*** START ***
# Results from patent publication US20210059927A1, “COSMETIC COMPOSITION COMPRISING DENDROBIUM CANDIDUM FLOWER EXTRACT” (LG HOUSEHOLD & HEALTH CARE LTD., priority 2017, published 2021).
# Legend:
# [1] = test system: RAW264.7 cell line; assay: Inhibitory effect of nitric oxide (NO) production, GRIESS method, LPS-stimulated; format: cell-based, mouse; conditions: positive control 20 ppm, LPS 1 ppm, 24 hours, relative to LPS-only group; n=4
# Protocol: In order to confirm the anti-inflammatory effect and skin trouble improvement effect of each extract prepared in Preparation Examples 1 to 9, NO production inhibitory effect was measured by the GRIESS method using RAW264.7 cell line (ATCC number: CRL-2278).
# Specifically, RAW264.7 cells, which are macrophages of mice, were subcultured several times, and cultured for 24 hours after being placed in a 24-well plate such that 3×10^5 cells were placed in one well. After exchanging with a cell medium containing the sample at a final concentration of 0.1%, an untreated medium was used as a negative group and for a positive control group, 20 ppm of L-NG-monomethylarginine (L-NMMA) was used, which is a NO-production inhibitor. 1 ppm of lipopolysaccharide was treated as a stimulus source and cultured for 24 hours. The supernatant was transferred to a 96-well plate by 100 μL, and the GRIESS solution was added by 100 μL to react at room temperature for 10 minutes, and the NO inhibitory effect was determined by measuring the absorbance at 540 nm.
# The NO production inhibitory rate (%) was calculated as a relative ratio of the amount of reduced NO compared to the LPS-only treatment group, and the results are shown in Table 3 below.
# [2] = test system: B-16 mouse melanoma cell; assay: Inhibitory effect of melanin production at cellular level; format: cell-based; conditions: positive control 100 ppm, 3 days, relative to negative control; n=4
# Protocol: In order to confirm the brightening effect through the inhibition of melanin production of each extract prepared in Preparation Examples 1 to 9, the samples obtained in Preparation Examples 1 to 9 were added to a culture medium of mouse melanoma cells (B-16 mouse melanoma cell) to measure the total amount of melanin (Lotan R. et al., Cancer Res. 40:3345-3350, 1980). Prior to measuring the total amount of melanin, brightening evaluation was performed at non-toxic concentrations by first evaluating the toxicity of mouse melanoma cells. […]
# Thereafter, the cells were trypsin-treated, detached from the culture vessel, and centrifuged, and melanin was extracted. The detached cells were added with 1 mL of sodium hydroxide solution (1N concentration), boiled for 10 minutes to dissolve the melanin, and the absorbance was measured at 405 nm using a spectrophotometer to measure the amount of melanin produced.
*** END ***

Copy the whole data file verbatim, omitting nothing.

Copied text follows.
# Results from patent publication US20210059927A1, “COSMETIC COMPOSITION COMPRISING DENDROBIUM CANDIDUM FLOWER EXTRACT” (LG HOUSEHOLD & HEALTH CARE LTD., priority 2017, published 2021).
# Legend:
# [1] = test system: RAW264.7 cell line; assay: Inhibitory effect of nitric oxide (NO) production, GRIESS method, LPS-stimulated; format: cell-based, mouse; conditions: positive control 20 ppm, LPS 1 ppm, 24 hours, relative to LPS-only group; n=4
# Protocol: In order to confirm the anti-inflammatory effect and skin trouble improvement effect of each extract prepared in Preparation Examples 1 to 9, NO production inhibitory effect was measured by the GRIESS method using RAW264.7 cell line (ATCC number: CRL-2278).
# Specifically, RAW264.7 cells, which are macrophages of mice, were subcultured several times, and cultured for 24 hours after being placed in a 24-well plate such that 3×10^5 cells were placed in one well. After exchanging with a cell medium containing the sample at a final concentration of 0.1%, an untreated medium was used as a negative group and for a positive control group, 20 ppm of L-NG-monomethylarginine (L-NMMA) was used, which is a NO-production inhibitor. 1 ppm of lipopolysaccharide was treated as a stimulus source and cultured for 24 hours. The supernatant was transferred to a 96-well plate by 100 μL, and the GRIESS solution was added by 100 μL to react at room temperature for 10 minutes, and the NO inhibitory effect was determined by measuring the absorbance at 540 nm.
# The NO production inhibitory rate (%) was calculated as a relative ratio of the amount of reduced NO compared to the LPS-only treatment group, and the results are shown in Table 3 below.
# [2] = test system: B-16 mouse melanoma cell; assay: Inhibitory effect of melanin production at cellular level; format: cell-based; conditions: positive control 100 ppm, 3 days, relative to negative control; n=4
# Protocol: In order to confirm the brightening effect through the inhibition of melanin production of each extract prepared in Preparation Examples 1 to 9, the samples obtained in Preparation Examples 1 to 9 were added to a culture medium of mouse melanoma cells (B-16 mouse melanoma cell) to measure the total amount of melanin (Lotan R. et al., Cancer Res. 40:3345-3350, 1980). Prior to measuring the total amount of melanin, brightening evaluation was performed at non-toxic concentrations by first evaluating the toxicity of mouse melanoma cells. […]
# Thereafter, the cells were trypsin-treated, detached from the culture vessel, and centrifuged, and melanin was extracted. The detached cells were added with 1 mL of sodium hydroxide solution (1N concentration), boiled for 10 minutes to dissolve the melanin, and the absorbance was measured at 405 nm using a spectrophotometer to measure the amount of melanin produced.